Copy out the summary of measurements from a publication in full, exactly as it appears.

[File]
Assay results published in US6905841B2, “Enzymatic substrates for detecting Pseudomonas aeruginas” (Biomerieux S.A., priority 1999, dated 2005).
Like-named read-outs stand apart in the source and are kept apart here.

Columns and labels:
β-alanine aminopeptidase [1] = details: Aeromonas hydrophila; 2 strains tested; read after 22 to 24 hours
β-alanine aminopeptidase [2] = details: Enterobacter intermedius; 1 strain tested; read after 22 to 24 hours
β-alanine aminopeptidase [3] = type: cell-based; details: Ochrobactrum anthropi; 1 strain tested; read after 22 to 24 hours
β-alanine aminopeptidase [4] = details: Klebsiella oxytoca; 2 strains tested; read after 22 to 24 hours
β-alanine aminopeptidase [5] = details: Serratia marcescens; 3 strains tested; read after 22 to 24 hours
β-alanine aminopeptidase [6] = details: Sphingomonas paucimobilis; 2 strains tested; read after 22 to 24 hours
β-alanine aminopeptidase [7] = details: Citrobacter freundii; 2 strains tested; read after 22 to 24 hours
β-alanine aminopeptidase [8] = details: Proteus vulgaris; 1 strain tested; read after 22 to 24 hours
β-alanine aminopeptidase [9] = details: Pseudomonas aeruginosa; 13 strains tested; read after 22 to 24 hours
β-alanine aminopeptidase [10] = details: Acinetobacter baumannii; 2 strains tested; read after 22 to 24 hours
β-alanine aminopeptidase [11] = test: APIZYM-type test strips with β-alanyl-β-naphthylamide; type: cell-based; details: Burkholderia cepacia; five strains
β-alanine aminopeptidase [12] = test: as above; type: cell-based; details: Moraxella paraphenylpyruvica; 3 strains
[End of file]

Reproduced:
Assay results published in US6905841B2, “Enzymatic substrates for detecting Pseudomonas aeruginas” (Biomerieux S.A., priority 1999, dated 2005).
Like-named read-outs stand apart in the source and are kept apart here.

Columns and labels:
β-alanine aminopeptidase [1] = details: Aeromonas hydrophila; 2 strains tested; read after 22 to 24 hours
β-alanine aminopeptidase [2] = details: Enterobacter intermedius; 1 strain tested; read after 22 to 24 hours
β-alanine aminopeptidase [3] = type: cell-based; details: Ochrobactrum anthropi; 1 strain tested; read after 22 to 24 hours
β-alanine aminopeptidase [4] = details: Klebsiella oxytoca; 2 strains tested; read after 22 to 24 hours
β-alanine aminopeptidase [5] = details: Serratia marcescens; 3 strains tested; read after 22 to 24 hours
β-alanine aminopeptidase [6] = details: Sphingomonas paucimobilis; 2 strains tested; read after 22 to 24 hours
β-alanine aminopeptidase [7] = details: Citrobacter freundii; 2 strains tested; read after 22 to 24 hours
β-alanine aminopeptidase [8] = details: Proteus vulgaris; 1 strain tested; read after 22 to 24 hours
β-alanine aminopeptidase [9] = details: Pseudomonas aeruginosa; 13 strains tested; read after 22 to 24 hours
β-alanine aminopeptidase [10] = details: Acinetobacter baumannii; 2 strains tested; read after 22 to 24 hours
β-alanine aminopeptidase [11] = test: APIZYM-type test strips with β-alanyl-β-naphthylamide; type: cell-based; details: Burkholderia cepacia; five strains
β-alanine aminopeptidase [12] = test: as above; type: cell-based; details: Moraxella paraphenylpyruvica; 3 strains